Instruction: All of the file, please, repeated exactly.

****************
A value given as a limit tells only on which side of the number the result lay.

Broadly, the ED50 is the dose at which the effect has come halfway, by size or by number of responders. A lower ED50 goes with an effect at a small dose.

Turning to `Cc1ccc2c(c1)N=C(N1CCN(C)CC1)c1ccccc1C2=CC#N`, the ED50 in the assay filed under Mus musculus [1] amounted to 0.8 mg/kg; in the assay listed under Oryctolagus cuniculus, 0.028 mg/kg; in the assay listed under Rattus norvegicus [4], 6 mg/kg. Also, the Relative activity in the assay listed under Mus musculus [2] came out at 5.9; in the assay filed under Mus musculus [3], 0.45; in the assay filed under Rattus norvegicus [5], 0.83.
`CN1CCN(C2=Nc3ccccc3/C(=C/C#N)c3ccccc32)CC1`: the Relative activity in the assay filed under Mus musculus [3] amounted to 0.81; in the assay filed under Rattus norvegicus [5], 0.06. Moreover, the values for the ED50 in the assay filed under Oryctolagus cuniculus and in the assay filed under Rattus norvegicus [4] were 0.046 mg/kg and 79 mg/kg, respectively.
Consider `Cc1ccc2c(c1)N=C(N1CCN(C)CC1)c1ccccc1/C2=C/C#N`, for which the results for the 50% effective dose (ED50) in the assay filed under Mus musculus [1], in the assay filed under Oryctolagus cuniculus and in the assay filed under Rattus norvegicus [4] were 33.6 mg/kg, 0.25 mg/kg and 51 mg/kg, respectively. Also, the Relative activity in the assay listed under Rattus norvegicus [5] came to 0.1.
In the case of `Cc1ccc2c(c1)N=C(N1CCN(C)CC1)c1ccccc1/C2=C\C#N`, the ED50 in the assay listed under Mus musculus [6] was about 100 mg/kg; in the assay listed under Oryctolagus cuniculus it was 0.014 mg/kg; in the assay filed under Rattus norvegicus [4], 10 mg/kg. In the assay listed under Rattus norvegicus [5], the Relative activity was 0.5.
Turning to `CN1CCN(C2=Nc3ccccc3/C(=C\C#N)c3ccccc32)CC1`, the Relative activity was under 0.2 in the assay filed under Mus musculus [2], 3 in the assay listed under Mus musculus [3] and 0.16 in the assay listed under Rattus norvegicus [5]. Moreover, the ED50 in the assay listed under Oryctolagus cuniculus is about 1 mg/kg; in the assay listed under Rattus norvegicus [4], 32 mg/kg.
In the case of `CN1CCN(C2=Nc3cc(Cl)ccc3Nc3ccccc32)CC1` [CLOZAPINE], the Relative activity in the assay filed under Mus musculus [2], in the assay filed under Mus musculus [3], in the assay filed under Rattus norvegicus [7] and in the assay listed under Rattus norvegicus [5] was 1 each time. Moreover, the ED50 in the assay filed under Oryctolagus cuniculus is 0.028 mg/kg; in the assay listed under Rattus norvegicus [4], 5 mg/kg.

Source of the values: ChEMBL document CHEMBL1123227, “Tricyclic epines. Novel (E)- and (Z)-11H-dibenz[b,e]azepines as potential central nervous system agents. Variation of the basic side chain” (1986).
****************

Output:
A value given as a limit tells only on which side of the number the result lay.

Broadly, the ED50 is the dose at which the effect has come halfway, by size or by number of responders. A lower ED50 goes with an effect at a small dose.

Turning to `Cc1ccc2c(c1)N=C(N1CCN(C)CC1)c1ccccc1C2=CC#N`, the ED50 in the assay filed under Mus musculus [1] amounted to 0.8 mg/kg; in the assay listed under Oryctolagus cuniculus, 0.028 mg/kg; in the assay listed under Rattus norvegicus [4], 6 mg/kg. Also, the Relative activity in the assay listed under Mus musculus [2] came out at 5.9; in the assay filed under Mus musculus [3], 0.45; in the assay filed under Rattus norvegicus [5], 0.83.
`CN1CCN(C2=Nc3ccccc3/C(=C/C#N)c3ccccc32)CC1`: the Relative activity in the assay filed under Mus musculus [3] amounted to 0.81; in the assay filed under Rattus norvegicus [5], 0.06. Moreover, the values for the ED50 in the assay filed under Oryctolagus cuniculus and in the assay filed under Rattus norvegicus [4] were 0.046 mg/kg and 79 mg/kg, respectively.
Consider `Cc1ccc2c(c1)N=C(N1CCN(C)CC1)c1ccccc1/C2=C/C#N`, for which the results for the 50% effective dose (ED50) in the assay filed under Mus musculus [1], in the assay filed under Oryctolagus cuniculus and in the assay filed under Rattus norvegicus [4] were 33.6 mg/kg, 0.25 mg/kg and 51 mg/kg, respectively. Also, the Relative activity in the assay listed under Rattus norvegicus [5] came to 0.1.
In the case of `Cc1ccc2c(c1)N=C(N1CCN(C)CC1)c1ccccc1/C2=C\C#N`, the ED50 in the assay listed under Mus musculus [6] was about 100 mg/kg; in the assay listed under Oryctolagus cuniculus it was 0.014 mg/kg; in the assay filed under Rattus norvegicus [4], 10 mg/kg. In the assay listed under Rattus norvegicus [5], the Relative activity was 0.5.
Turning to `CN1CCN(C2=Nc3ccccc3/C(=C\C#N)c3ccccc32)CC1`, the Relative activity was under 0.2 in the assay filed under Mus musculus [2], 3 in the assay listed under Mus musculus [3] and 0.16 in the assay listed under Rattus norvegicus [5]. Moreover, the ED50 in the assay listed under Oryctolagus cuniculus is about 1 mg/kg; in the assay listed under Rattus norvegicus [4], 32 mg/kg.
In the case of `CN1CCN(C2=Nc3cc(Cl)ccc3Nc3ccccc32)CC1` [CLOZAPINE], the Relative activity in the assay filed under Mus musculus [2], in the assay filed under Mus musculus [3], in the assay filed under Rattus norvegicus [7] and in the assay listed under Rattus norvegicus [5] was 1 each time. Moreover, the ED50 in the assay filed under Oryctolagus cuniculus is 0.028 mg/kg; in the assay listed under Rattus norvegicus [4], 5 mg/kg.

Source of the values: ChEMBL document CHEMBL1123227, “Tricyclic epines. Novel (E)- and (Z)-11H-dibenz[b,e]azepines as potential central nervous system agents. Variation of the basic side chain” (1986).